Paintings & Drawings

The day I started meditating my father freaked out.

I was twenty, still living with my parents, but not spending a lot of time at home. My father, a devout Catholic imposed his religion on the whole family. There were no choices in his household. I was shaped by a strict catholic upbringing. So why was I doing this strange thing of sitting cross-legged on the floor, with eyes closed, and not moving for an hour at a time?

 I’m sure my meditating freaked my mother out too.

Before she met my father, like most Japanese, she was Shinto-Buddhist. However, in Japan, sitting meditation was something only Zen monks did. She thought I was crazy, while I found the idea of my mother converting to Catholicism perplexing and disappointing. I appreciated her response to my meditating a whole lot more than my father’s though. She responded by taking me to Japan on her next visit there, meanwhile my father seriously considered getting me an exorcism.  

We lived in a small house and I practiced meditation in a room I shared with my sister. I meditated while the TV was blasting in the next room. I meditated through the constant neighborhood barrage of sounds, police and ambulance sirens,  horn-calls and the music of daily food trucks, loud boom-boxes and car stereos parked in front of our house, kids playing kickball from the apartments across the street, older local gang kids yelling at one another, sometimes ‘throwing down’ in the middle of the street, our next door neighbors’ fighting-dogs barking, snarling, yelping, and screaming in pain as they fought; not to mention the frequent arguments and shouting matches between my mother, father, and sister inside our home.

My Dharma practice, was so much more than just sitting cross-legged on the floor and focusing on my breath. In the early 80’s it wasn’t even called ‘mindfulness’, nor was there any focus on using meditation for stress reduction. It was all about Freedom from Suffering, Liberation, and ultimately attaining Enlightenment. This made total sense to me at twenty. My life had been, and was still, chaotic and crazy, and even dangerous at times. I clung to my Catholic faith, and now I was adding meditation to the mix.

I liked this style of Vipassana practice because it was simple, clear, and direct. It suited me perfectly. My teacher wondered why a twenty-year-old like me, an artist, a martial artist, with a range of interests, wouldn’t be better off in a Tibetan Practice. He kept introducing me to other teachers and teachings, especially Chogyam Trungpa Rinpoche. Even though I loved Trungpa’s writing, and read all of his books, I said to my teacher, “You are stuck with me.”

This practice enhanced my already street-smart and wise young soul. But it was on my first weekend residential meditation retreat that my world view changed completely. The retreat was in the high desert near Joshua tree, three hours outside of Los Angeles, at a place called Dharma Dena. There were about thirty-five of us on the retreat. The first thing my teacher did was to ask for our car keys, which made my friend, who had driven with me, very nervous. We were stuck for the weekend with no escape!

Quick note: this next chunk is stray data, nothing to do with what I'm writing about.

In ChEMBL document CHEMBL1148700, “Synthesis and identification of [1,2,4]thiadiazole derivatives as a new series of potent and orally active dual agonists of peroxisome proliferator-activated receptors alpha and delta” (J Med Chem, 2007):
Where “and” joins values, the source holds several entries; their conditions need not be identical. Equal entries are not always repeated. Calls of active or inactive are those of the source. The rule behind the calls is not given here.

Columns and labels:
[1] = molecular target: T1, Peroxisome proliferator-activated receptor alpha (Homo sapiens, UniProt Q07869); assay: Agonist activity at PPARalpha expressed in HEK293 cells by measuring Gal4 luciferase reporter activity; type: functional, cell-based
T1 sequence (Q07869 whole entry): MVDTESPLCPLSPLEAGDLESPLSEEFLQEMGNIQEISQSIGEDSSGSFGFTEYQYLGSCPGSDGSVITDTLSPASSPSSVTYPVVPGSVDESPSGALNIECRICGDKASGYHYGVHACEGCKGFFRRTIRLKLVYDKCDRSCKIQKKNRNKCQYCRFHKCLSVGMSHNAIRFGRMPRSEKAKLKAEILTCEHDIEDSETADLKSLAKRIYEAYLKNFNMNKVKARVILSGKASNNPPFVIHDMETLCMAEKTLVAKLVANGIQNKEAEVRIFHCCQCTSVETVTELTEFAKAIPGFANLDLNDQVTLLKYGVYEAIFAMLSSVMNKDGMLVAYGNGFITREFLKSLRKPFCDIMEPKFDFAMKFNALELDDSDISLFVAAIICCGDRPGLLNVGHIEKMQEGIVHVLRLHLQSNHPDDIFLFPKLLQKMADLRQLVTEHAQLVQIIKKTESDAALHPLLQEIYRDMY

After the first full day of meditation it was time for my interview with the teacher.

I walked into the small space and sat down; my teacher was smoking a cigarette, and as he spoke he began blowing the smoke in my direction, which made it hard for me to concentrate on what he was saying. He asked me how my practice was going, and I told him about my experience with the retreat and how much I enjoyed meditating in silence for the whole day. Then he became confrontational. He asked me about my Catholicism and began challenging my beliefs and picking apart all of my cherished convictions. It was exhausting. My mind was still fighting for what I had believed all my life to be true. Something snapped. I felt stripped of everything that had been most precious and sacred to me. In that moment all of my Catholic beliefs and conditioning crumbled to dust. I was left with a feeling of weightlessness, my mind free and open.

When I left that little interview room I felt a surge of anger and outrage. It rose up in me like a huge wave. All my beloved and treasured beliefs, everything I thought important and necessary, was gone forever, in just fifteen minutes with my teacher! How I hated him!

I remember walking out into the desert, away from the buildings, and screaming at the top of my lungs, cursing his name over and over again. As I screamed I also felt strangely uplifted. The burden of having carried those beliefs for so long was gone.

It was a strange and decisive evening, a turning point. I could not go back to who I had been, or to my old way of seeing the world. I was free, liberated; it was my enlightenment moment.

So now what?  I thought of the words of Chogyam Trungpa, “The bad news is you’re falling through the air, nothing to hang on to, no parachute. The good news is, there’s no ground.”

Years later my father apologized to me for his negative reaction to my practice of meditation. He even came to incorporate meditation into his own Catholicism. My mother learned to accept my meditation as part of who I am, especially after our visits together to the temples of Kyoto and Nara. Once, towards the end of her life, while we sat together on a bench in Santa Monica, watching the sunset over the ocean, she turned to me and said, “You are so easy to be with!”

My third piece in the series of a portrait of a woman in meditation marks a moment in my life when I realized that, ‘Truth is What is Useful’, that our beliefs are not static or fixed, they are stepping stones on a path to becoming more awake, aware, and liberated.

This piece is titled “Not all ecstasies are the same” 46” x 28” Graphite, Colored Pencil and Ink on Paper.